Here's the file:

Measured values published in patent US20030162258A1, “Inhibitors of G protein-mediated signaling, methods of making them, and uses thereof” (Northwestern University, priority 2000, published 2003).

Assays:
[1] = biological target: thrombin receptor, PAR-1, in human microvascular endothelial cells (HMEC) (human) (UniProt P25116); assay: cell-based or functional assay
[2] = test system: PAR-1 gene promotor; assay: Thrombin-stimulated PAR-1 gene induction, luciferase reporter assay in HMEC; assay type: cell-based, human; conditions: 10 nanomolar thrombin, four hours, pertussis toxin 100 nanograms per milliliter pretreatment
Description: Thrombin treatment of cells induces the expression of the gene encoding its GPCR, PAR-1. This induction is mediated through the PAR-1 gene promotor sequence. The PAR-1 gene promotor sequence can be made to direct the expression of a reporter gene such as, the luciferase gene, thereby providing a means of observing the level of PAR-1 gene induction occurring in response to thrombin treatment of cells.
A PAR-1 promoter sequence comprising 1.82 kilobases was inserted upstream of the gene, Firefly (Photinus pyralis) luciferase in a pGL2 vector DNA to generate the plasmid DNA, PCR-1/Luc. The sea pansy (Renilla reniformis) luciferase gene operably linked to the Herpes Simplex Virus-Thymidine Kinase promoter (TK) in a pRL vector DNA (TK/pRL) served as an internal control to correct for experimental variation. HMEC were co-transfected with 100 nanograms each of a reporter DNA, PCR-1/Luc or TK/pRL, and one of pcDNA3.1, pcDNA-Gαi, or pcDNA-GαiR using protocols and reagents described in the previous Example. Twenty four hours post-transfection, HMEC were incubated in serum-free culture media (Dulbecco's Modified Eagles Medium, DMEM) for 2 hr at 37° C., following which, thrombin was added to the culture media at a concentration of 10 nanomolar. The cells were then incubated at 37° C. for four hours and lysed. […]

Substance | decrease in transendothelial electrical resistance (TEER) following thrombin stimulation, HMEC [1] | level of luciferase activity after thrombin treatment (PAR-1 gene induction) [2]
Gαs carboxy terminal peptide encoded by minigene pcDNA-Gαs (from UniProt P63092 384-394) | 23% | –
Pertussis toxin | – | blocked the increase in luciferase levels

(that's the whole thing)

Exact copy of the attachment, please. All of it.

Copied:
Measured values published in patent US20030162258A1, “Inhibitors of G protein-mediated signaling, methods of making them, and uses thereof” (Northwestern University, priority 2000, published 2003).

Assays:
[1] = biological target: thrombin receptor, PAR-1, in human microvascular endothelial cells (HMEC) (human) (UniProt P25116); assay: cell-based or functional assay
[2] = test system: PAR-1 gene promotor; assay: Thrombin-stimulated PAR-1 gene induction, luciferase reporter assay in HMEC; assay type: cell-based, human; conditions: 10 nanomolar thrombin, four hours, pertussis toxin 100 nanograms per milliliter pretreatment
Description: Thrombin treatment of cells induces the expression of the gene encoding its GPCR, PAR-1. This induction is mediated through the PAR-1 gene promotor sequence. The PAR-1 gene promotor sequence can be made to direct the expression of a reporter gene such as, the luciferase gene, thereby providing a means of observing the level of PAR-1 gene induction occurring in response to thrombin treatment of cells.
A PAR-1 promoter sequence comprising 1.82 kilobases was inserted upstream of the gene, Firefly (Photinus pyralis) luciferase in a pGL2 vector DNA to generate the plasmid DNA, PCR-1/Luc. The sea pansy (Renilla reniformis) luciferase gene operably linked to the Herpes Simplex Virus-Thymidine Kinase promoter (TK) in a pRL vector DNA (TK/pRL) served as an internal control to correct for experimental variation. HMEC were co-transfected with 100 nanograms each of a reporter DNA, PCR-1/Luc or TK/pRL, and one of pcDNA3.1, pcDNA-Gαi, or pcDNA-GαiR using protocols and reagents described in the previous Example. Twenty four hours post-transfection, HMEC were incubated in serum-free culture media (Dulbecco's Modified Eagles Medium, DMEM) for 2 hr at 37° C., following which, thrombin was added to the culture media at a concentration of 10 nanomolar. The cells were then incubated at 37° C. for four hours and lysed. […]

Substance | decrease in transendothelial electrical resistance (TEER) following thrombin stimulation, HMEC [1] | level of luciferase activity after thrombin treatment (PAR-1 gene induction) [2]
Gαs carboxy terminal peptide encoded by minigene pcDNA-Gαs (from UniProt P63092 384-394) | 23% | –
Pertussis toxin | – | blocked the increase in luciferase levels